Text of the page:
I’m tired of looking at websites. I want to use them.

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The world isn’t getting any simpler. All of us have woken up this century to find ourselves tied down to computers. Our work and life depend upon them. And now, even in light of our privacy being continuously violated, we’re (for the most part), unable to disconnect. So in this uncomfortable space, our relationship with technology, computers and ultimately the Internet, is pushing us to find better ways to ease our new found digital lives. And yet, each time we visit a website, even a new website, we bang our heads against the sheer idiocy of the experience.

“Why are they making me do this? Why so many clicks? Can’t they just give me what I need?”

simple tram

Who they are in this equation is lost on me, and I develop and build websites. For a long time, I’ve advocated principles of content first and a general de-emphasis on design. We don’t need more amazingly stunning websites. We need far simpler web experiences, that allow us to do what we want. And rather than turn everything over to some company to trust our private data, our address books, our personal surfing experience, we need to just learn how to build websites that allow a clean path of choice.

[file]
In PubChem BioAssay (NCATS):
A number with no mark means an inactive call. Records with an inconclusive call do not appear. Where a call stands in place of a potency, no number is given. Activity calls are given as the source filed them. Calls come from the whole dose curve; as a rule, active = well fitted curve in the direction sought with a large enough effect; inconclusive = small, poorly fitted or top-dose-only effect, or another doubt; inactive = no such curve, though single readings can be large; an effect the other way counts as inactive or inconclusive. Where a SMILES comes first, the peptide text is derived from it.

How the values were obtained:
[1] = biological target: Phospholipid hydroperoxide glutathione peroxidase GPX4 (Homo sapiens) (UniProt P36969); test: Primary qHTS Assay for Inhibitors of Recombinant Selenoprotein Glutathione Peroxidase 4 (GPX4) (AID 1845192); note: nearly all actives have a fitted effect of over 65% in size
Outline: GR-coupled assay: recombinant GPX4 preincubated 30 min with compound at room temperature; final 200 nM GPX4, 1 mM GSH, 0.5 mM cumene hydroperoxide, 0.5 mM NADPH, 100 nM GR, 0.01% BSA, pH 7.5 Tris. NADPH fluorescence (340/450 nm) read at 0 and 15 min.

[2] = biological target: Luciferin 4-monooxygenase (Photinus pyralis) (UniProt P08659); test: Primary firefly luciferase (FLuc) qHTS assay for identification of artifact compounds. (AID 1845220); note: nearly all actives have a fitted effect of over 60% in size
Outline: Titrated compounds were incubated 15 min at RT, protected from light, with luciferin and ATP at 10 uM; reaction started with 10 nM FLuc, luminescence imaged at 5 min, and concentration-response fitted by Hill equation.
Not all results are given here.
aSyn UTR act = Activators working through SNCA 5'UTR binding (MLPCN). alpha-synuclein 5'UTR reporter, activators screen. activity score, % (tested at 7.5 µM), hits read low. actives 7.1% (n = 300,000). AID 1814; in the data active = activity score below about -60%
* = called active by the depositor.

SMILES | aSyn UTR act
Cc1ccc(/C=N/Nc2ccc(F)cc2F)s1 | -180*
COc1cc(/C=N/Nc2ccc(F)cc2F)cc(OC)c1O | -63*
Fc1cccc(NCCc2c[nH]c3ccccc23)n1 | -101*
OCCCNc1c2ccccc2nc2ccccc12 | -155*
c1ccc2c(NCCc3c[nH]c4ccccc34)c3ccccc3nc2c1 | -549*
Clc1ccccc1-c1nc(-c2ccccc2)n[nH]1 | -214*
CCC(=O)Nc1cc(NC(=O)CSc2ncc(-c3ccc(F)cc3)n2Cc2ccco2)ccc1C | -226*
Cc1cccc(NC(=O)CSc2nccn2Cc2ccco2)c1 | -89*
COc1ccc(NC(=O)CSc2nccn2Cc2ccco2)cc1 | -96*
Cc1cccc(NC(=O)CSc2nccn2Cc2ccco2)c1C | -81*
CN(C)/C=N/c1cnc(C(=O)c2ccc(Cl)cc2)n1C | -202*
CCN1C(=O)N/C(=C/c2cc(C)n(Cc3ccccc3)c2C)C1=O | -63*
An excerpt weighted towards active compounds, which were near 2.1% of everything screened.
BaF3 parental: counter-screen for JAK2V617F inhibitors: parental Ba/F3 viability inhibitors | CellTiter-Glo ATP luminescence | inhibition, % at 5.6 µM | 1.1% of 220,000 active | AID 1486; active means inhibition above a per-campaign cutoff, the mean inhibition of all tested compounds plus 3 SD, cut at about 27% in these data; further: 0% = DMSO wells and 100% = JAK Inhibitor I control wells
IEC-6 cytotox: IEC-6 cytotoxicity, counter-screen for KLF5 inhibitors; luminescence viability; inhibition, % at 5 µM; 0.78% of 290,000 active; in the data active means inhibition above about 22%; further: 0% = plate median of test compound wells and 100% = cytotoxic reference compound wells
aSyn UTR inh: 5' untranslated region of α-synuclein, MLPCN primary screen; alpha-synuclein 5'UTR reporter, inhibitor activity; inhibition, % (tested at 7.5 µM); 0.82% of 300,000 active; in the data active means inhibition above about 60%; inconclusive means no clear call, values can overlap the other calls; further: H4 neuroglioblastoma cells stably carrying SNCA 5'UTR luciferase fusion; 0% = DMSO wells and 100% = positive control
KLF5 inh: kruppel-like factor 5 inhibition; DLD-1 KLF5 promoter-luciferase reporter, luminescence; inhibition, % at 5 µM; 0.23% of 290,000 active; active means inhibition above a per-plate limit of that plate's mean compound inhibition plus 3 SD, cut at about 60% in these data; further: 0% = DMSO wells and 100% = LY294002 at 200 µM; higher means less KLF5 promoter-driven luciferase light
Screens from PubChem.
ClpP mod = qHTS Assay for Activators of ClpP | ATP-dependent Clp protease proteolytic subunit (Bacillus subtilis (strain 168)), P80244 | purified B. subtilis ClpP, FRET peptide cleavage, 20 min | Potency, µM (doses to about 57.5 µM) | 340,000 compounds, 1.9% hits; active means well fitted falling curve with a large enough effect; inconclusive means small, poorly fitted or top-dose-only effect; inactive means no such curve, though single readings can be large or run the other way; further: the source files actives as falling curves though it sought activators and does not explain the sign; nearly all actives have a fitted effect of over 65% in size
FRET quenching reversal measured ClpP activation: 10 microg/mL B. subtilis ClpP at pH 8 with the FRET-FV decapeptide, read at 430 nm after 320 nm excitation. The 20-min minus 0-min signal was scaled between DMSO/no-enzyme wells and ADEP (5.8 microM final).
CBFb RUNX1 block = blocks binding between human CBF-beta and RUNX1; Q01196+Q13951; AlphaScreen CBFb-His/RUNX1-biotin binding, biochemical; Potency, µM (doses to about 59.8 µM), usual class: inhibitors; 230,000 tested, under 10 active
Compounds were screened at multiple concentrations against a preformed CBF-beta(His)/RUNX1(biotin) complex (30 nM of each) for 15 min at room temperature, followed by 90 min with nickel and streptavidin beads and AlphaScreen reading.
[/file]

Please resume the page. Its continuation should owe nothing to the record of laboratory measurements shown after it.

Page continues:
Don’t do everything for me. I can figure out what I need, if you can make clear what it is you offer.

The greatest insight I have had recently as a developer is that we don’t need to do much. We just need to get out of the way. We don’t need to provide deep hierarchical menus to allow someone to traverse our site, we need to produce our content well and allow the people who want to find our information half the chance.

So, although I can appreciate beautiful things, I cannot appreciate them when they come at a cost.